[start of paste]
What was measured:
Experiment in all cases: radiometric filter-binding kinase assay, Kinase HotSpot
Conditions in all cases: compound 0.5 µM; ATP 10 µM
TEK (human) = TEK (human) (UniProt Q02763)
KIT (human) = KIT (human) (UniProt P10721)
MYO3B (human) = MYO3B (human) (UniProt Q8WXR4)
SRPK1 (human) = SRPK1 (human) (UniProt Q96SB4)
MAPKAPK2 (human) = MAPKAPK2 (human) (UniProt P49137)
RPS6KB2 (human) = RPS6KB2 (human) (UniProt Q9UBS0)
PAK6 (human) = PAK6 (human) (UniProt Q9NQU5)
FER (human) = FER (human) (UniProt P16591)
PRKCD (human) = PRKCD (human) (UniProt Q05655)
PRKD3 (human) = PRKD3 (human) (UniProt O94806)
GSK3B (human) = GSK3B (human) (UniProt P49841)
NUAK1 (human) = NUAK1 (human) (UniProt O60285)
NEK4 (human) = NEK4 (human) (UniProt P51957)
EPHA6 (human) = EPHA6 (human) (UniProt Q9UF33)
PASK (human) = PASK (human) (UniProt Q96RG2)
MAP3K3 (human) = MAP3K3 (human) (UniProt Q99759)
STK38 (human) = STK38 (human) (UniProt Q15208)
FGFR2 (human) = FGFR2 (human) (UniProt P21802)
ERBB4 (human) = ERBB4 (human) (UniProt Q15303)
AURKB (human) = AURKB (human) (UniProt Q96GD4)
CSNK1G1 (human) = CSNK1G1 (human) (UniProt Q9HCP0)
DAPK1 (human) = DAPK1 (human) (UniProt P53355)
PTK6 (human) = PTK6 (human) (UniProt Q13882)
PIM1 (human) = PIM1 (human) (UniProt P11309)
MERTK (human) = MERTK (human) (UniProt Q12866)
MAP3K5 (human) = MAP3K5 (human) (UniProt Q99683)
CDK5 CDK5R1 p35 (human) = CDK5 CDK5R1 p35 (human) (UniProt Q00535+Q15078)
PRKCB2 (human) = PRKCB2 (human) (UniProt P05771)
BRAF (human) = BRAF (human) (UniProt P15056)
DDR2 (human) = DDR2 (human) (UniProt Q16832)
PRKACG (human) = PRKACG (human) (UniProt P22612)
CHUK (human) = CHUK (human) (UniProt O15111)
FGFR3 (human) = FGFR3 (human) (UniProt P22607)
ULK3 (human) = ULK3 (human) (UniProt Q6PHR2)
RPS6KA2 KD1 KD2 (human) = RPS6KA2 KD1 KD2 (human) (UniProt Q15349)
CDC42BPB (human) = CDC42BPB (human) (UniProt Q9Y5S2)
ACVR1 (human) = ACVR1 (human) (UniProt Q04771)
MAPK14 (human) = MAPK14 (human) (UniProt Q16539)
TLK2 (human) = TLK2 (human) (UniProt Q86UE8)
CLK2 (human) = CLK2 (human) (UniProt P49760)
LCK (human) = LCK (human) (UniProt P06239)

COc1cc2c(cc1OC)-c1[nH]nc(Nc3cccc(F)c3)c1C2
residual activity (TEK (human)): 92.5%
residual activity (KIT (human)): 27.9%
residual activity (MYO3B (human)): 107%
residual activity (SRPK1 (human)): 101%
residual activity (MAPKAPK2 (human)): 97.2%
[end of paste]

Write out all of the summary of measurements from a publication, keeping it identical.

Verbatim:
What was measured:
Experiment in all cases: radiometric filter-binding kinase assay, Kinase HotSpot
Conditions in all cases: compound 0.5 µM; ATP 10 µM
TEK (human) = TEK (human) (UniProt Q02763)
KIT (human) = KIT (human) (UniProt P10721)
MYO3B (human) = MYO3B (human) (UniProt Q8WXR4)
SRPK1 (human) = SRPK1 (human) (UniProt Q96SB4)
MAPKAPK2 (human) = MAPKAPK2 (human) (UniProt P49137)
RPS6KB2 (human) = RPS6KB2 (human) (UniProt Q9UBS0)
PAK6 (human) = PAK6 (human) (UniProt Q9NQU5)
FER (human) = FER (human) (UniProt P16591)
PRKCD (human) = PRKCD (human) (UniProt Q05655)
PRKD3 (human) = PRKD3 (human) (UniProt O94806)
GSK3B (human) = GSK3B (human) (UniProt P49841)
NUAK1 (human) = NUAK1 (human) (UniProt O60285)
NEK4 (human) = NEK4 (human) (UniProt P51957)
EPHA6 (human) = EPHA6 (human) (UniProt Q9UF33)
PASK (human) = PASK (human) (UniProt Q96RG2)
MAP3K3 (human) = MAP3K3 (human) (UniProt Q99759)
STK38 (human) = STK38 (human) (UniProt Q15208)
FGFR2 (human) = FGFR2 (human) (UniProt P21802)
ERBB4 (human) = ERBB4 (human) (UniProt Q15303)
AURKB (human) = AURKB (human) (UniProt Q96GD4)
CSNK1G1 (human) = CSNK1G1 (human) (UniProt Q9HCP0)
DAPK1 (human) = DAPK1 (human) (UniProt P53355)
PTK6 (human) = PTK6 (human) (UniProt Q13882)
PIM1 (human) = PIM1 (human) (UniProt P11309)
MERTK (human) = MERTK (human) (UniProt Q12866)
MAP3K5 (human) = MAP3K5 (human) (UniProt Q99683)
CDK5 CDK5R1 p35 (human) = CDK5 CDK5R1 p35 (human) (UniProt Q00535+Q15078)
PRKCB2 (human) = PRKCB2 (human) (UniProt P05771)
BRAF (human) = BRAF (human) (UniProt P15056)
DDR2 (human) = DDR2 (human) (UniProt Q16832)
PRKACG (human) = PRKACG (human) (UniProt P22612)
CHUK (human) = CHUK (human) (UniProt O15111)
FGFR3 (human) = FGFR3 (human) (UniProt P22607)
ULK3 (human) = ULK3 (human) (UniProt Q6PHR2)
RPS6KA2 KD1 KD2 (human) = RPS6KA2 KD1 KD2 (human) (UniProt Q15349)
CDC42BPB (human) = CDC42BPB (human) (UniProt Q9Y5S2)
ACVR1 (human) = ACVR1 (human) (UniProt Q04771)
MAPK14 (human) = MAPK14 (human) (UniProt Q16539)
TLK2 (human) = TLK2 (human) (UniProt Q86UE8)
CLK2 (human) = CLK2 (human) (UniProt P49760)
LCK (human) = LCK (human) (UniProt P06239)

COc1cc2c(cc1OC)-c1[nH]nc(Nc3cccc(F)c3)c1C2
residual activity (TEK (human)): 92.5%
residual activity (KIT (human)): 27.9%
residual activity (MYO3B (human)): 107%
residual activity (SRPK1 (human)): 101%
residual activity (MAPKAPK2 (human)): 97.2%